The situation in jails is even more deplorable. Because jails are seen as temporary holding institutions, the quality of healthcare falls short of even that of prisons. The justification for this is that the average length of stay in jails is less than 30 days so only minimal healthcare services are needed. However, because of prison over-crowding, inmates can reside there much longer. Dr. Smith (named changed out of fear of retaliation) is a physician who worked for Advanced Correctional Health Care, a private company that provided services for a network of jails. According to her experience, she saw inmates that were there for over 7 months on a regular basis.
Dr. Smith recalls struggling daily to provide basic the medical care that she knew the inmates deserved. Whether she was requesting a procedure as simple as a dental extraction, attempting to secure a needed medication, or trying to order indicated blood tests, she always came up against the same mantra, "The bottom line of what they said is that you just want to keep people alive. You don't actually need to treat anything unless to prevent a deterioration of their health."
The facilities and lack of access horrified her. She provided care for four different jails and opportunities for inmates to see her were extremely limited. She would provide access to patients for 1 or 2 hours once or twice a week at most at each location. Given that most patient visits last 15-20 minutes, at maximum she would see only 8 patients a day. One facility only had her come only once every two weeks. Inmates were required to request appointments, and if there wasn't enough space, they just didn't get to see the doctor.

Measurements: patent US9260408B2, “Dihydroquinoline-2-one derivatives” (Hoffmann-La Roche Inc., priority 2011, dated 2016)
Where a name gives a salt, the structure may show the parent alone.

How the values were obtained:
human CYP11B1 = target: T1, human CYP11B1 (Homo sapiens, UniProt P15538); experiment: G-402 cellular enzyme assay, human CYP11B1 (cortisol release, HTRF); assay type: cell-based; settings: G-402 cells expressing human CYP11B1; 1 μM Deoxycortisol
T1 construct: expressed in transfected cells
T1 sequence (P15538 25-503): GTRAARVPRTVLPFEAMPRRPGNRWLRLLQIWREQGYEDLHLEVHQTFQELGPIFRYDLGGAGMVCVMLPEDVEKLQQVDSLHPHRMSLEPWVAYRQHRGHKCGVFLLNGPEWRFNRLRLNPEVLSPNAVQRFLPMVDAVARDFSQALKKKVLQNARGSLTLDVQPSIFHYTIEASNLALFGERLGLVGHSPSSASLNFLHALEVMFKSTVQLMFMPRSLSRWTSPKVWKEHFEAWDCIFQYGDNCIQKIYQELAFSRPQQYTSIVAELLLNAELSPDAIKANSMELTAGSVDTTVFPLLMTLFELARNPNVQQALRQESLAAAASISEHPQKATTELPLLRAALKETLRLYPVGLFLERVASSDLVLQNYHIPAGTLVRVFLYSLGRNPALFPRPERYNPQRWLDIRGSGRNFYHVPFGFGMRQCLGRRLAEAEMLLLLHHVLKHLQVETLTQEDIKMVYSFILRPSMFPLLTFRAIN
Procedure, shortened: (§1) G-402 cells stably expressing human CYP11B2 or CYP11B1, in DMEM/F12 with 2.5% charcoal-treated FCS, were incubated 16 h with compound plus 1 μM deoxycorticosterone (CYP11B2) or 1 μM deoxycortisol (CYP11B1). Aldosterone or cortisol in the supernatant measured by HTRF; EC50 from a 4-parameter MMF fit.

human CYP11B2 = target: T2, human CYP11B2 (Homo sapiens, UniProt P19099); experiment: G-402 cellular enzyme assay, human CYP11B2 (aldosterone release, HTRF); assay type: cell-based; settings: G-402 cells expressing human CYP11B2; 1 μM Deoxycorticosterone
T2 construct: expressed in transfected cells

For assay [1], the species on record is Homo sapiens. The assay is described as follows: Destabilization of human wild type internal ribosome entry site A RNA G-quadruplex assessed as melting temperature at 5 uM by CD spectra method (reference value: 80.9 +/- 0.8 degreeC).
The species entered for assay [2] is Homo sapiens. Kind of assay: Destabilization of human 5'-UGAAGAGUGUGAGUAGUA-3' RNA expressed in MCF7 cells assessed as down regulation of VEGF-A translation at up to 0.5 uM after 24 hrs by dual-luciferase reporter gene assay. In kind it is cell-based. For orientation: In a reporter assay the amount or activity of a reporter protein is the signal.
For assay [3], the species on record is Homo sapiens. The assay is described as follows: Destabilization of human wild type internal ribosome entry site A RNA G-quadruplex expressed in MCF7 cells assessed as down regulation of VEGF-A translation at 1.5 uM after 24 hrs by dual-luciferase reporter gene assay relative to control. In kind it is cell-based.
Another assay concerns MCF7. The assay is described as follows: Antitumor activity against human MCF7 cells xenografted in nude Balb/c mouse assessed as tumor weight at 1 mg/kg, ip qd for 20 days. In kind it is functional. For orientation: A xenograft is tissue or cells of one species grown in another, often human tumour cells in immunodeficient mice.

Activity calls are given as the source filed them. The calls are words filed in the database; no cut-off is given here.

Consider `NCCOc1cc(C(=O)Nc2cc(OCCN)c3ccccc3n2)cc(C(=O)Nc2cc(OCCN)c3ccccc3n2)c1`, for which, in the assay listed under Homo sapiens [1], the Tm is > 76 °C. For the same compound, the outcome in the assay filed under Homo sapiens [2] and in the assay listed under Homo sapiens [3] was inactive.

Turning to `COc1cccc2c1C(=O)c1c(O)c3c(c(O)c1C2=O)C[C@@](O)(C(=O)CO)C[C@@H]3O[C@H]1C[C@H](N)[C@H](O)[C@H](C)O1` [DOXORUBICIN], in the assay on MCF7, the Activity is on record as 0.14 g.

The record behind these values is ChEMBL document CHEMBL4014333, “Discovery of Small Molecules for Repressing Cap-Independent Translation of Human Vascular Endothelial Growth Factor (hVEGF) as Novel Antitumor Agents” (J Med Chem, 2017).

Dr. Smith recalls a case where she was called in the middle of the night for a medical emergency. A woman who was 8 months pregnant was being held for failing to appear in court for a minor offense. While there she developed acute abdominal pain that Dr. Smith realized she needed hospital care to treat. She was worried it could be fatal to both the inmate and her fetus.
By the time the guards had called Dr. Smith the woman had been suffering for four hours and her pain was getting worse. When she asked why it had taken the guards so long to contact her, they responded that they thought that the inmate was just whining. Though Dr. Smith insisted that they call an ambulance immediately, as precious time had already been lost, it took them several more hours to transport the patient because they required that she first complete all the paperwork to be "released on her own recognizance." According to Dr. Smith, this was routine. By doing this, the medical bills would be charged to the patient rather than the jail.
Unfortunately, Advanced Correctional Health Care is no different than most of the other companies in this industry. The four largest companies in corrections healthcare are Corizon Healthcare, Correct Care Solutions, MHM Correctional Services, and Wexford Health Services. Together, the top four companies are responsible for the healthcare of nearly half of the incarcerated population in the United States. Just as in prisons, the examples and lawsuits over egregiously poor healthcare in jails are too numerous to catalog in their entirety, but a few examples demonstrate the atrocities.